Date(s) - 25/04/2015
2:00 pm - 4:00 pm
Green Park tube (Park exit)
There’s a Turkish saying that one disaster is better than 1,000 pieces of advice. Whatever myths created about it in the last 100 years, Gallipoli was a disaster. The Turks won. Gallipoli was the British Empire and France trying to knock Germany’s ally Turkey out of World War One, thereby reducing the pressure on the Allies’ eastern front. As the historians say, “Gallipoli was launched almost casually, into a void, and was doomed to fail.”
There was little planning and the troops used were inexperienced. Part of the soldiers’ training was ‘how to recognize when a Turkish soldier surrenders.’ Of the half a million British Empire forces involved, the vast majority were British/Irish with significant contributions from the Indian Army, and the Gurkhas who in one deadly night attack drove the Turkish frontline back 500 yards. Nor should we overlook the 79,000 French.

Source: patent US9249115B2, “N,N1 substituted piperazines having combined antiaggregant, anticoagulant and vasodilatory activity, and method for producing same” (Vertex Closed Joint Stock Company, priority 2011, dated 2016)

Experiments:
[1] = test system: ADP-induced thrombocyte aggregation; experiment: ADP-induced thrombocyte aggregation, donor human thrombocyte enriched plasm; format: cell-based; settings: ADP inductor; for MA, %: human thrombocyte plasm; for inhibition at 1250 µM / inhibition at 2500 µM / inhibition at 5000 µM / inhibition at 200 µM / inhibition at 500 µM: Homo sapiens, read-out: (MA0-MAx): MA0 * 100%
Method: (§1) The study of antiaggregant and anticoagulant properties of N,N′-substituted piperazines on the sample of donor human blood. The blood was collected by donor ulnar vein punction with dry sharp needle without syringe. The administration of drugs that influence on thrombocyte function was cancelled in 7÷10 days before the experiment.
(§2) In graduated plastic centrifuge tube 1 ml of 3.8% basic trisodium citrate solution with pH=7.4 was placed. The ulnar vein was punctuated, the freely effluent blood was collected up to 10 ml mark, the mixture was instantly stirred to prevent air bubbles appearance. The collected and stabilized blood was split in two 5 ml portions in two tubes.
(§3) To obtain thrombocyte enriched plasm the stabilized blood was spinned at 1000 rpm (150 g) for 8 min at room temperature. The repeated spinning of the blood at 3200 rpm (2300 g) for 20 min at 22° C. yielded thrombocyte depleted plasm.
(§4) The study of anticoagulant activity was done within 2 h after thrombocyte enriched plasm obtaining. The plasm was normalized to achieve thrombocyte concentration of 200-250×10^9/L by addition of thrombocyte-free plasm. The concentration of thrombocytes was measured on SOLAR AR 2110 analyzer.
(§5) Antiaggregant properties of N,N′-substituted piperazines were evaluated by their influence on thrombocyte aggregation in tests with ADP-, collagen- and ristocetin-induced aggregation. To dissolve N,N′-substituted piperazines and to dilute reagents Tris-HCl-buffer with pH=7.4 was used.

Yet the significance for the ANZACs is undeniable. The eight months of brutal fighting gave the ANZAC forces a powerful sense of comradeship, a growing sense of military competence and ultimately their first real sense of nationhood. By the end of the Great War, the ‘colonials’ were appreciated as battle-hardened shock troops.
Without the lessons of Gallipoli there would have been no D-Day. D-Day saw two hundred thousand troops put ashore, in the right place, in the right formations, unlike Gallipoli, with immediate artillery support. Unlike Gallipoli D-Day quickly created a formidable beachhead with plenty of force to create an effective new Front. So yes, Gallipoli helped save the planet.
By dragging the four quarters of the world into Europe’s ‘civil’ war, Britain changed the planet. It exposed native colonial peoples to ideas such as self determination, and heightened their sense of self worth.
Come and hear a few of those incredible stories. The walk starts from the Buckingham Palace exit from Green Park tube station.
Bookings are closed for this event.